Steven Ziebarth, Acting Chair
Main Office: 3319 Everett Tower
Telephone: (269) 387-4510
Fax: (269) 387-4530
Clifton E. Ealy Jr.
D. Steven Mackey
Laura Van Zoest
The Mathematics Department offers a wide variety of courses and programs in both theoretical and applied areas. There are three majors available: Applied, General, and Secondary Teaching. Minors available include the General Minor, Secondary Teaching of Mathematics Minor, the Elementary and Middle School Teaching Minor, and the Actuarial Science Minor. These major and minor programs incorporate emphasis on use of computing techniques, mathematical modeling, and problem solving.
The various mathematics majors (and most minors) all require two semesters of calculus. Students may take either the MATH 1220/1230 sequence or the MATH 1700/1710 sequence, with the recommendation that they pick the last sequence if they will be taking a physics course soon. Students may begin this course work while deciding on a branch of mathematics in which to specialize from the options below.
During the first year, interested students should contact Steve Culver, student advisor/assistant to the chair, through the Mathematics Department. Phone (269) 387-4510 or write: Mathematics Department, Western Michigan University, Kalamazoo, MI 49008. All majors should contact a faculty advisor in mathematics once a year and must contact a faculty advisor in mathematics during their second year of study. All minors, except General Mathematics minors, must contact an advisor.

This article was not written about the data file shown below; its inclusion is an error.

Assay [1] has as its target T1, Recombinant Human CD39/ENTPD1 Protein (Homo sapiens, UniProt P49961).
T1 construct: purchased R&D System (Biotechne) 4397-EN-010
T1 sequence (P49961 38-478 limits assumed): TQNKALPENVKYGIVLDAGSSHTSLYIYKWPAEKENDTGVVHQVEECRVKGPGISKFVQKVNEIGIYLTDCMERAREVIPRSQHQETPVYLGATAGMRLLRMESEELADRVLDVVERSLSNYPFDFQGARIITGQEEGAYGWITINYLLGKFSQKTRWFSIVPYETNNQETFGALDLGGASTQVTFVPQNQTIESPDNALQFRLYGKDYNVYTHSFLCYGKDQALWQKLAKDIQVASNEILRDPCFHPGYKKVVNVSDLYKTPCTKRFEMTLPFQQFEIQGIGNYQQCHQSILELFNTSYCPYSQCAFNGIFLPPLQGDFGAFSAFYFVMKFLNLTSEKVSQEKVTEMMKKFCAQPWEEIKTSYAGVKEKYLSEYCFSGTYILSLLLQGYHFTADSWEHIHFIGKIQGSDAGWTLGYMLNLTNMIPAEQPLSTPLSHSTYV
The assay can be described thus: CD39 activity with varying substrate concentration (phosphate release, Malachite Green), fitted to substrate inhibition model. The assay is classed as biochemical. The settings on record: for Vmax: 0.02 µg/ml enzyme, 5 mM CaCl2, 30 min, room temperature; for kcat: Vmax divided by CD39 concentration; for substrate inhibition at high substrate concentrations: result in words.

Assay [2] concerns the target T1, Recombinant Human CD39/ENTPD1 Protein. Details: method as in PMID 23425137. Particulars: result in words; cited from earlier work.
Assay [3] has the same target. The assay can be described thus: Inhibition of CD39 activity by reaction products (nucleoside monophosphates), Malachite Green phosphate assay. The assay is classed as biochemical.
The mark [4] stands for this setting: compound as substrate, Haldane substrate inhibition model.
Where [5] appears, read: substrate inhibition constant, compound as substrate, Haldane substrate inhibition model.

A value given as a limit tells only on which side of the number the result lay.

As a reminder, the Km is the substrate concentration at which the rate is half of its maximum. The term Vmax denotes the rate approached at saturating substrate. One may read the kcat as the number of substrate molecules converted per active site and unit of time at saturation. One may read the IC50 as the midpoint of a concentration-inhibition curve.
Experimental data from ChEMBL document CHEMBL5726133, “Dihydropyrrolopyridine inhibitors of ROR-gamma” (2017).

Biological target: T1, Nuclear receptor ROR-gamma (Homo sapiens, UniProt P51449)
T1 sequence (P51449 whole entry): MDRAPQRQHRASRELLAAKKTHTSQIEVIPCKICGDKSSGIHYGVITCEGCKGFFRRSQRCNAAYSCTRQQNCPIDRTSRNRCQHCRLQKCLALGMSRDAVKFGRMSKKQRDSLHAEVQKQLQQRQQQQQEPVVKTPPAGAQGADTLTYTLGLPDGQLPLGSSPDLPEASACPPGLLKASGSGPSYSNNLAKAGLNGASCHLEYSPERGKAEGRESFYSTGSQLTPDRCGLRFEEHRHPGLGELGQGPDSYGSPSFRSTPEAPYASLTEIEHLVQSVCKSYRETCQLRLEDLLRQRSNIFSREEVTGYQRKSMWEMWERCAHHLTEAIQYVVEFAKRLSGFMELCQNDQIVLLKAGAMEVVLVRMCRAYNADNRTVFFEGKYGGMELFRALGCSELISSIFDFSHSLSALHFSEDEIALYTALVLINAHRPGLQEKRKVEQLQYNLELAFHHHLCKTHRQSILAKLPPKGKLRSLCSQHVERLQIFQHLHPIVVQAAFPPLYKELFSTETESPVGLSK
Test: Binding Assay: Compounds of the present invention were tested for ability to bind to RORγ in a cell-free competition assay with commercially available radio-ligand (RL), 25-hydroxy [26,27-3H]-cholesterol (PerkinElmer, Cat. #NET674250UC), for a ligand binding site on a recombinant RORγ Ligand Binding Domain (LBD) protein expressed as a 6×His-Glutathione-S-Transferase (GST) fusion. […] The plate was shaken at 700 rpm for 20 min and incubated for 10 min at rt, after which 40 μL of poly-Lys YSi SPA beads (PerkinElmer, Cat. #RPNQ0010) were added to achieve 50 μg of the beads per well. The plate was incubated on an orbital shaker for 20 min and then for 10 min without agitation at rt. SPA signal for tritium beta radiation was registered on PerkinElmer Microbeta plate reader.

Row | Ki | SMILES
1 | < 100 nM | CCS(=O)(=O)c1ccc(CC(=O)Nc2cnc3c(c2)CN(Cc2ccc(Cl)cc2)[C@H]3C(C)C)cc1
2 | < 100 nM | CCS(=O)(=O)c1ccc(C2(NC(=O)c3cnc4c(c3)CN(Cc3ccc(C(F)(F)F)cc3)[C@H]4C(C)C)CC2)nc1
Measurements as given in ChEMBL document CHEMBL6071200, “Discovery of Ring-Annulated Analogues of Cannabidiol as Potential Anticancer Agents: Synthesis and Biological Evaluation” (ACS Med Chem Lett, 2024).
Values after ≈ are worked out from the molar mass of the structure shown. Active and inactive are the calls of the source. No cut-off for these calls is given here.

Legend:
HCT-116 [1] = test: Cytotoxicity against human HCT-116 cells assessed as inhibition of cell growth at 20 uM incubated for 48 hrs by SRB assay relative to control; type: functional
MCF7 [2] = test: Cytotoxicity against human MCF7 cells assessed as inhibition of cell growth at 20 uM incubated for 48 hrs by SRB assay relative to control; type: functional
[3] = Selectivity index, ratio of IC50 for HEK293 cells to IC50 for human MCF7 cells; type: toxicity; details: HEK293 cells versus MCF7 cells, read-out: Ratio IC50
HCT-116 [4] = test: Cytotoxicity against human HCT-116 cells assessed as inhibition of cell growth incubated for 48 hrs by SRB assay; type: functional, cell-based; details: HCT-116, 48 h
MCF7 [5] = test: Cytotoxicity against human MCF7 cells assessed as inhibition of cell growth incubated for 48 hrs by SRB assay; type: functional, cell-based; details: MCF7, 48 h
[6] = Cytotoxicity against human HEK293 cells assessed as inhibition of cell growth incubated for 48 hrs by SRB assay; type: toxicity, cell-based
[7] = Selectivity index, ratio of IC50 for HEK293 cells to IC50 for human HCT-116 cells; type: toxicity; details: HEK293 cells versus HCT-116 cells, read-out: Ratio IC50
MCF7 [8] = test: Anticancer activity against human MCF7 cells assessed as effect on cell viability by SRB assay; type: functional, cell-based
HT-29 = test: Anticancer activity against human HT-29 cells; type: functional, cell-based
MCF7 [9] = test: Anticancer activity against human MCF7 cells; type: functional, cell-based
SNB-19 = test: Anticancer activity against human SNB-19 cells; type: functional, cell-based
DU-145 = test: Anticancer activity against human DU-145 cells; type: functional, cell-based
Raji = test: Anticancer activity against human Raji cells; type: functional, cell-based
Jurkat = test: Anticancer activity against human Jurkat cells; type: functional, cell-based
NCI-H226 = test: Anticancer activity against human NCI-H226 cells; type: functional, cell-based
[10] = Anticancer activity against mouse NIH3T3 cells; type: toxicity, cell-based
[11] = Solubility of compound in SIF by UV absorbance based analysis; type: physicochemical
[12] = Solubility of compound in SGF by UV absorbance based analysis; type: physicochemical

At most one course with a grade below “C” can be applied toward a major or minor in Mathematics.
Undergraduates with junior status and 12 hours of work in mathematics and statistics may enroll in 5000-level courses with prior approval of the department chair.
Honors in Mathematics
Qualified students may plan a program to graduate with honors in mathematics. The following are the requirements for graduation with Honors in Mathematics:
- Grade point average of at least 3.7 in mathematics and statistics courses
- Overall grade point average of at least 3.25
- Completion of two of the following:
- an honors seminar (can be the Putnam Seminar)
- an upper-level theoretical course
- an approved independent study project leading to a paper or presentation
Interested students should see the Curriculum Coordinator in their junior year or early in their senior year to plan an “honors program.”
The Putnam Seminar is a problem-solving seminar offered under the course number MATH 3900. Under the direction of a faculty member students practice techniques for solving very challenging problems. Students in the seminar may participate in the William Lowell Putnam national intercollegiate mathematics competition.